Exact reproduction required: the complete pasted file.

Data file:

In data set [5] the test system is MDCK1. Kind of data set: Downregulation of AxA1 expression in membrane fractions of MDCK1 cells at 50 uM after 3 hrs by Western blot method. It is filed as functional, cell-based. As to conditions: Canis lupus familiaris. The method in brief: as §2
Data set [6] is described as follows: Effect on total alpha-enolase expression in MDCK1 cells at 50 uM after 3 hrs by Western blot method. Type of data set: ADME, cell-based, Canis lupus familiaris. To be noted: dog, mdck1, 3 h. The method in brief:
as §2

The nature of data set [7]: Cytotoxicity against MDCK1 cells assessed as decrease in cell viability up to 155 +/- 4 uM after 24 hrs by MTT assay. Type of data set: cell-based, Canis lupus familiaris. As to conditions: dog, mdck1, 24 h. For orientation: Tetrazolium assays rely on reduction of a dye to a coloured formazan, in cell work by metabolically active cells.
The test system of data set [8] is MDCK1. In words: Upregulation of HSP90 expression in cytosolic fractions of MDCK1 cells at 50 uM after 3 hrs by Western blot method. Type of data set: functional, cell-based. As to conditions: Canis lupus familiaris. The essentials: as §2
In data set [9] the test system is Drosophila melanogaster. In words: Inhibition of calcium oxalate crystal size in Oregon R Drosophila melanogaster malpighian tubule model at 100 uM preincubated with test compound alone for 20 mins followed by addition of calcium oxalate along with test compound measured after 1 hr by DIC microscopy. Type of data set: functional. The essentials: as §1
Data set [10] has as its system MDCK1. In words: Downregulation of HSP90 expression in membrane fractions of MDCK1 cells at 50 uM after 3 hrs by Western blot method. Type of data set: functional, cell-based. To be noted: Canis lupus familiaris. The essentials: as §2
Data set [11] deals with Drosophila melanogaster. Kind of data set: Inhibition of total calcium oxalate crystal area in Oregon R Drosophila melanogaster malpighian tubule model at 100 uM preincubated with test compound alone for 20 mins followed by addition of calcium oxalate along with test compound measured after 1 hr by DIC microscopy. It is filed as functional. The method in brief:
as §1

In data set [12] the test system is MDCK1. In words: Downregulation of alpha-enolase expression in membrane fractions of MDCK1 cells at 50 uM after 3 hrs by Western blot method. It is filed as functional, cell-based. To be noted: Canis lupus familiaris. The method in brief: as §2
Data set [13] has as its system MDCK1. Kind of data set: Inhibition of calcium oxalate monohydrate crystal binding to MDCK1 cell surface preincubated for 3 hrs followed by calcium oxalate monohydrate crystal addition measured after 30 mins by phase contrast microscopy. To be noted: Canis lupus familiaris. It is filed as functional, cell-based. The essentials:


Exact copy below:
In data set [5] the test system is MDCK1. Kind of data set: Downregulation of AxA1 expression in membrane fractions of MDCK1 cells at 50 uM after 3 hrs by Western blot method. It is filed as functional, cell-based. As to conditions: Canis lupus familiaris. The method in brief: as §2
Data set [6] is described as follows: Effect on total alpha-enolase expression in MDCK1 cells at 50 uM after 3 hrs by Western blot method. Type of data set: ADME, cell-based, Canis lupus familiaris. To be noted: dog, mdck1, 3 h. The method in brief:
as §2

The nature of data set [7]: Cytotoxicity against MDCK1 cells assessed as decrease in cell viability up to 155 +/- 4 uM after 24 hrs by MTT assay. Type of data set: cell-based, Canis lupus familiaris. As to conditions: dog, mdck1, 24 h. For orientation: Tetrazolium assays rely on reduction of a dye to a coloured formazan, in cell work by metabolically active cells.
The test system of data set [8] is MDCK1. In words: Upregulation of HSP90 expression in cytosolic fractions of MDCK1 cells at 50 uM after 3 hrs by Western blot method. Type of data set: functional, cell-based. As to conditions: Canis lupus familiaris. The essentials: as §2
In data set [9] the test system is Drosophila melanogaster. In words: Inhibition of calcium oxalate crystal size in Oregon R Drosophila melanogaster malpighian tubule model at 100 uM preincubated with test compound alone for 20 mins followed by addition of calcium oxalate along with test compound measured after 1 hr by DIC microscopy. Type of data set: functional. The essentials: as §1
Data set [10] has as its system MDCK1. In words: Downregulation of HSP90 expression in membrane fractions of MDCK1 cells at 50 uM after 3 hrs by Western blot method. Type of data set: functional, cell-based. To be noted: Canis lupus familiaris. The essentials: as §2
Data set [11] deals with Drosophila melanogaster. Kind of data set: Inhibition of total calcium oxalate crystal area in Oregon R Drosophila melanogaster malpighian tubule model at 100 uM preincubated with test compound alone for 20 mins followed by addition of calcium oxalate along with test compound measured after 1 hr by DIC microscopy. It is filed as functional. The method in brief:
as §1

In data set [12] the test system is MDCK1. In words: Downregulation of alpha-enolase expression in membrane fractions of MDCK1 cells at 50 uM after 3 hrs by Western blot method. It is filed as functional, cell-based. To be noted: Canis lupus familiaris. The method in brief: as §2
Data set [13] has as its system MDCK1. Kind of data set: Inhibition of calcium oxalate monohydrate crystal binding to MDCK1 cell surface preincubated for 3 hrs followed by calcium oxalate monohydrate crystal addition measured after 30 mins by phase contrast microscopy. To be noted: Canis lupus familiaris. It is filed as functional, cell-based. The essentials: